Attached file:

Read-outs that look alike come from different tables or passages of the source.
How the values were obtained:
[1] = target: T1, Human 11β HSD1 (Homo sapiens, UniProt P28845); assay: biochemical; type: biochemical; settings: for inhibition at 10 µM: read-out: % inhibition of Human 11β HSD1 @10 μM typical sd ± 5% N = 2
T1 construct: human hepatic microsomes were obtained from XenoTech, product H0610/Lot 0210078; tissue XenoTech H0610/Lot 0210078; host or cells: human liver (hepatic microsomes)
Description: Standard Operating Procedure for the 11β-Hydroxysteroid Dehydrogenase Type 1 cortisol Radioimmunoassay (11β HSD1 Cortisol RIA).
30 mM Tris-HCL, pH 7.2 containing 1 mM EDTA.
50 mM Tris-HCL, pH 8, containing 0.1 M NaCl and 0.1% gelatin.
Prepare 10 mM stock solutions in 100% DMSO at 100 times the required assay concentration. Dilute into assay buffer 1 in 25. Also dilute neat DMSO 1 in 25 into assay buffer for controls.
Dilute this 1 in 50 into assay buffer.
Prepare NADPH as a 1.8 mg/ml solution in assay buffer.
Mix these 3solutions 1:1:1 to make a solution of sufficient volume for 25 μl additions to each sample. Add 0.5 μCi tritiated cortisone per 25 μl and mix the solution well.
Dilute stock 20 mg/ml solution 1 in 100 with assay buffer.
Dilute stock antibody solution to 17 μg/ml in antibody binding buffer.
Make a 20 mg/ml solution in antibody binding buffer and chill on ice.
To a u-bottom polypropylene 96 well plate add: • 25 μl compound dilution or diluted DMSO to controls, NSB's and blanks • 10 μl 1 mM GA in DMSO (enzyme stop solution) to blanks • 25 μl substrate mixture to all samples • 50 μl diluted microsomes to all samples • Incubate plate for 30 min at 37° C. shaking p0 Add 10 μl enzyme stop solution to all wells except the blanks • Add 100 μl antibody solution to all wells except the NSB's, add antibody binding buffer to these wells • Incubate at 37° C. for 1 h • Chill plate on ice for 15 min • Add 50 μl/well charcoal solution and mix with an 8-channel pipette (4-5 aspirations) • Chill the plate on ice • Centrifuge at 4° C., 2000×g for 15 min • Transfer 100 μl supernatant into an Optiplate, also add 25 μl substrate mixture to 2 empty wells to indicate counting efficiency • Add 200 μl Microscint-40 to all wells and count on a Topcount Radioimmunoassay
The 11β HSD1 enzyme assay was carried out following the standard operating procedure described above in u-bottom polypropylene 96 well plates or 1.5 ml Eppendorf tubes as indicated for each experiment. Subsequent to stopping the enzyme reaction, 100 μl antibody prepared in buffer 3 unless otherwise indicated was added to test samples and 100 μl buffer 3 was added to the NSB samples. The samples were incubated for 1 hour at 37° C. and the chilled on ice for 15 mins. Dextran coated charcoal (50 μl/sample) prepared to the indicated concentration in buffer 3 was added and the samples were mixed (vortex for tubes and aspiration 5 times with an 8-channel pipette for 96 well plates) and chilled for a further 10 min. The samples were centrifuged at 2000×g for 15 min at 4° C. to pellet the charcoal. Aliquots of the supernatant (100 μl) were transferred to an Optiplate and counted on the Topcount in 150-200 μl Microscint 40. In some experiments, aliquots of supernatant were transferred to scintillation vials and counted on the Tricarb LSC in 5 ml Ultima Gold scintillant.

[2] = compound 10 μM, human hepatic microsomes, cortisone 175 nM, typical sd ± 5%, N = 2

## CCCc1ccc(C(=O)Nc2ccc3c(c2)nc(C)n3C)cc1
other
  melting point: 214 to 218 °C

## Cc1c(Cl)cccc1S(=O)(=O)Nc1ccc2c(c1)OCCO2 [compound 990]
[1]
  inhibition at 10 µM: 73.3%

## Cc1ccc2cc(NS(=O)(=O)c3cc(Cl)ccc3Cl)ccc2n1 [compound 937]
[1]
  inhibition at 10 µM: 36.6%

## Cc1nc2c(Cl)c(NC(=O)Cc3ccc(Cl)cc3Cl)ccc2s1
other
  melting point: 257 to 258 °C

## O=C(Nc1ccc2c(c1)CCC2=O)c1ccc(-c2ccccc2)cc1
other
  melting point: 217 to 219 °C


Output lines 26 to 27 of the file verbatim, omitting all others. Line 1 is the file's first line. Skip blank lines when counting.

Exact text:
  inhibition at 10 µM: 36.6%

## Cc1nc2c(Cl)c(NC(=O)Cc3ccc(Cl)cc3Cl)ccc2s1